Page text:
Analysing results

The investigation cannot be based on changes in mass from just one potato cylinder.

In scientific tests, we must ensure a number of measurements are made to allow for uncertainty and error in data and anomalous results.

Percentage changes in mass must be calculated for each cylinder. A mean value for the change in mass of potato cylinders at each concentration - measured in moles of sucrose per dm3 of solution, or mol dm−3 – should be calculated.

A graph is plotted of change in mass, in per cent, against concentration of sucrose.

Where potato cylinders have gained in mass, the change will be positive.

Where potato cylinders have decreased in mass, the change will be negative.

Concentration of sucrose (mol dm−3)Average change in mass (%)
A graph showing the change of mass and the concentration of sucrose.

Where the plotted line crosses the horizontal axis at 0 per cent change in mass, the sucrose concentration is equal to the concentration of dissolved substances in the potato cells.

This can be identified on the graph as the point which shows no change in mass, and therefore represents no net movement of water by osmosis.


What is the concentration of solutes in the cells of the potato in this investigation?

0.27 mol dm−3.

This value is where the line crosses the x-axis.


The concentration of dissolved solutes in the cells of different potatoes will vary slightly from potato to potato. If we have a set of data for a range in concentrations, we can look at the range, and the mean - but these do not tell us whether data are evenly spread or whether they are clustered together within a certain range.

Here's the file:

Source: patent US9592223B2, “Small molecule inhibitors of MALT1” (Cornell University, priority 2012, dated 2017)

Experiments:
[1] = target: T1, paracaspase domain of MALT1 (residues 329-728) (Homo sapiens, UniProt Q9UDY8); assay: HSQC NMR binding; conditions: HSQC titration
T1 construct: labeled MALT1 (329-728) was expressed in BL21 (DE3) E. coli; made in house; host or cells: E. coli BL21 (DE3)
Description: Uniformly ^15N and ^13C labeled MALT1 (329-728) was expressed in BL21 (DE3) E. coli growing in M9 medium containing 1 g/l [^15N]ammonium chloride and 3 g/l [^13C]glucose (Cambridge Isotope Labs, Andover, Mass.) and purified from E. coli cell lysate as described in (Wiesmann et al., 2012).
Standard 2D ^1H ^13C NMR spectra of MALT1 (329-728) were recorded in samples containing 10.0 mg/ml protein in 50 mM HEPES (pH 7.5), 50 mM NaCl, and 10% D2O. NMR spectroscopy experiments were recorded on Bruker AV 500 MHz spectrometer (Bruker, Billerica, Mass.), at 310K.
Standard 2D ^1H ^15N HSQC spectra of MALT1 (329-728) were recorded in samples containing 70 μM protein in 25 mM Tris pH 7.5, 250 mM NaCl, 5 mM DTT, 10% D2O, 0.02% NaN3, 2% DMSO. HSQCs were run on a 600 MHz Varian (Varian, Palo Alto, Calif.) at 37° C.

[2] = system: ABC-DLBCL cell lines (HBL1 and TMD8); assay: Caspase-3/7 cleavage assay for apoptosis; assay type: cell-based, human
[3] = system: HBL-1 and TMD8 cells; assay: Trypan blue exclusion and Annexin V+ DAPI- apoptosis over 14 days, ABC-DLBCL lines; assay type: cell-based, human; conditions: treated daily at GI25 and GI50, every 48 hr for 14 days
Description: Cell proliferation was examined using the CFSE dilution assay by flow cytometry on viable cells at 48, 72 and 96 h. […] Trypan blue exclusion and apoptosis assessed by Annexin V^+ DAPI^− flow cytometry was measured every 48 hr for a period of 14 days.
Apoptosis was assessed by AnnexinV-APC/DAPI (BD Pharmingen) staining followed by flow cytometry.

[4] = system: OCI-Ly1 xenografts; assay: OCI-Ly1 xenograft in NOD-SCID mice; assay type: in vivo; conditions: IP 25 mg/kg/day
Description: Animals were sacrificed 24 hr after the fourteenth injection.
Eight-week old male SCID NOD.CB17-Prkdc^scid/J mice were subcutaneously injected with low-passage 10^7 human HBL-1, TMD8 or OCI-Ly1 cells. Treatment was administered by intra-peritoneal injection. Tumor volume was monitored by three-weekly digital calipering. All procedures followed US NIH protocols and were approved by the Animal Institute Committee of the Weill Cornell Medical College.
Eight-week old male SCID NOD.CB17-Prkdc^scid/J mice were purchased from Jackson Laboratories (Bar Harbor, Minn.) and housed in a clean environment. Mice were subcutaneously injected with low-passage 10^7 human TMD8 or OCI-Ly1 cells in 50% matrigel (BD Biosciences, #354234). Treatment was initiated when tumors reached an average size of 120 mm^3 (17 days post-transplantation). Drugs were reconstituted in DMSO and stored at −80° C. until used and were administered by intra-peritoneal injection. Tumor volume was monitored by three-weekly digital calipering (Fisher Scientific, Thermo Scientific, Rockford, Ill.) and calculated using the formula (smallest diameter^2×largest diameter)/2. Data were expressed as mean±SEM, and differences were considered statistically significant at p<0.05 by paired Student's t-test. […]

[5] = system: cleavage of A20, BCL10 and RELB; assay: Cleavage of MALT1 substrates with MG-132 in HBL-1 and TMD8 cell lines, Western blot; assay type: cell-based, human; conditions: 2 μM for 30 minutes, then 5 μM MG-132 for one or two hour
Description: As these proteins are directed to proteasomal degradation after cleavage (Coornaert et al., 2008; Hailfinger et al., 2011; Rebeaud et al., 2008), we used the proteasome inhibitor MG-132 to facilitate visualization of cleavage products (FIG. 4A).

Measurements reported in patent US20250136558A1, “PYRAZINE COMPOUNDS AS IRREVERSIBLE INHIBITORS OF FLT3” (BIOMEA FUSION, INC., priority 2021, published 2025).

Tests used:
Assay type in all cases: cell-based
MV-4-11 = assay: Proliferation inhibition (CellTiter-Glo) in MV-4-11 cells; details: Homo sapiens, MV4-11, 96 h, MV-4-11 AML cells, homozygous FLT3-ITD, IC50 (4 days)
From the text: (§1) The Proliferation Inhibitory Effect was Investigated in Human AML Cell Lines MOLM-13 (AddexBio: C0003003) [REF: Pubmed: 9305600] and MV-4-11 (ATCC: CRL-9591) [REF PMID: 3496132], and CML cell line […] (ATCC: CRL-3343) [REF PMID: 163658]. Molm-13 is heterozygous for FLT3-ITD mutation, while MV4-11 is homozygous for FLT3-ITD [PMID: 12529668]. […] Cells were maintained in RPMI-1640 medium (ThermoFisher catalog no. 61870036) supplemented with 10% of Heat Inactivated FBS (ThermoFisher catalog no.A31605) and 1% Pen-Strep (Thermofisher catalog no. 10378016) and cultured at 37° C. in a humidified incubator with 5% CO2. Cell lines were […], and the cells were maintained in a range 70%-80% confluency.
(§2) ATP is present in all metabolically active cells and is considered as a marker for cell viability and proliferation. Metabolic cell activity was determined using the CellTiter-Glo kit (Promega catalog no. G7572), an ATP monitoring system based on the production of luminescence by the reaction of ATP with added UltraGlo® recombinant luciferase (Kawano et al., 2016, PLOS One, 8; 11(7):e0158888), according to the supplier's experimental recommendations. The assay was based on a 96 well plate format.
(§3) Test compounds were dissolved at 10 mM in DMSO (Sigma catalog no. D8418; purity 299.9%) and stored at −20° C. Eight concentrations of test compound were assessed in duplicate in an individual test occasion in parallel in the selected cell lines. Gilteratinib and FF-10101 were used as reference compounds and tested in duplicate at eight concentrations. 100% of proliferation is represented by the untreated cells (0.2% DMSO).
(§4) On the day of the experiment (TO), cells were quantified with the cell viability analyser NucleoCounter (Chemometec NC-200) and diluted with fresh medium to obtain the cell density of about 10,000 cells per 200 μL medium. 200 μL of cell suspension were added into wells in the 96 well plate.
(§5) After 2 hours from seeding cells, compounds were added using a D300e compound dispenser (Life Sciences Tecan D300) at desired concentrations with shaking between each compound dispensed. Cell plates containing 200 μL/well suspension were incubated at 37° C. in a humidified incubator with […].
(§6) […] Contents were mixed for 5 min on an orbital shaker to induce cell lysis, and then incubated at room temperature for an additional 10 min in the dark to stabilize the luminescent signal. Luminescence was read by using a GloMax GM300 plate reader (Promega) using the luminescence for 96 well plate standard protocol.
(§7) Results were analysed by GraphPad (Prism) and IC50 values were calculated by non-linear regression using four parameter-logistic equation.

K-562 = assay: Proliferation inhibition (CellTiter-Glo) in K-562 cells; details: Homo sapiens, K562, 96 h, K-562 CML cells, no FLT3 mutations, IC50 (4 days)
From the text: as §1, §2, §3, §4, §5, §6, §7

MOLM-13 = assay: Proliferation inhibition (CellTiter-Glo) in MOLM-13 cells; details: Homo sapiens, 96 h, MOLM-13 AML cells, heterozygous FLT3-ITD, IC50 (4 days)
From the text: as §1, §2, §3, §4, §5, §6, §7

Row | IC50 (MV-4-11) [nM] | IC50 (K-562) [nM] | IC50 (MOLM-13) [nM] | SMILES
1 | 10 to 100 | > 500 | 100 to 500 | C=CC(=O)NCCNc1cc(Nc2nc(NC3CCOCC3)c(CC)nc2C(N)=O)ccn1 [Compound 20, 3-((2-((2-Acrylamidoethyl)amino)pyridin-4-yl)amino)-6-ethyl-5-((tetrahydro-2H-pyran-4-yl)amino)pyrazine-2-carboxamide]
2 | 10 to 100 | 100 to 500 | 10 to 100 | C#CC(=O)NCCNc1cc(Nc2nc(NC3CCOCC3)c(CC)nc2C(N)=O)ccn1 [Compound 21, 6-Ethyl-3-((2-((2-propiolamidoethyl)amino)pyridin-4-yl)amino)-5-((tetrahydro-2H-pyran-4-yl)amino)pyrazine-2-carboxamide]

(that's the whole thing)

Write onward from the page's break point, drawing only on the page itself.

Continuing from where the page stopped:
Scientists use percentiles to divide a set of data into 100, and look to see where the data lie within these divisions.

The median is the point in a set of data where 50 per cent of the data fall above this value, and 50 per cent below it. This is the 50th percentile.

The 75th percentile is where 75 percent of the data fall below this value.

There are several methods of finding a percentile. The simplest is the nearest rank method. As with finding the median of a set of data, begin by putting the data into order.

For a range of values for the concentration of potato cell sap:


Arranged in order:

To find, for example the 50th percentile, first find the rank:

\text{ordered rank} = \frac{\text{required percentile}}{100} \times \text{number of entries in data set}

\text{ordered rank} = \frac{50}{100} \times 32 = 16

So the 50th percentile will be the 16th number in the ordered data set, starting from the left. The 50th percentile is 0.27.

In instances where the ordered rank is not a whole number, you should round the number up.


Find the 90th percentile for the same set of data.

0.32 mol dm−3.

\text{ordered rank} = \frac{\text{percentile}}{100} \times \text{number in data set}

\text{ordered rank} = \frac{90}{100} \times 32 = 29

This method will only give percentiles as numbers that exist in the data set.

In other methods, percentiles can be interpolated for values that don't exist in the data set.

The percentile rank will tell us the position of a value within a range.

To find the percentile rank of a value, x:

\text{percentile rank} = \frac{(B + 0.5E)}{n} \times 100


  • B = number of values below x
  • E = number of values equal to x
  • n = number of values

So, for the student's value of 0.27 mol dm−3:

\frac{(13 + 2)}{32} \times 100 = \frac{15}{32} \times 100 = 47th percentile


For another student's value of 0.29 mol dm−3, find the percentile rank.

75th percentile.

\frac{(B + 0.5E)}{n} \times 100 = \frac{(21 + 3)}{32} \times 100 = \frac{24}{32} \times 100 = 75th percentile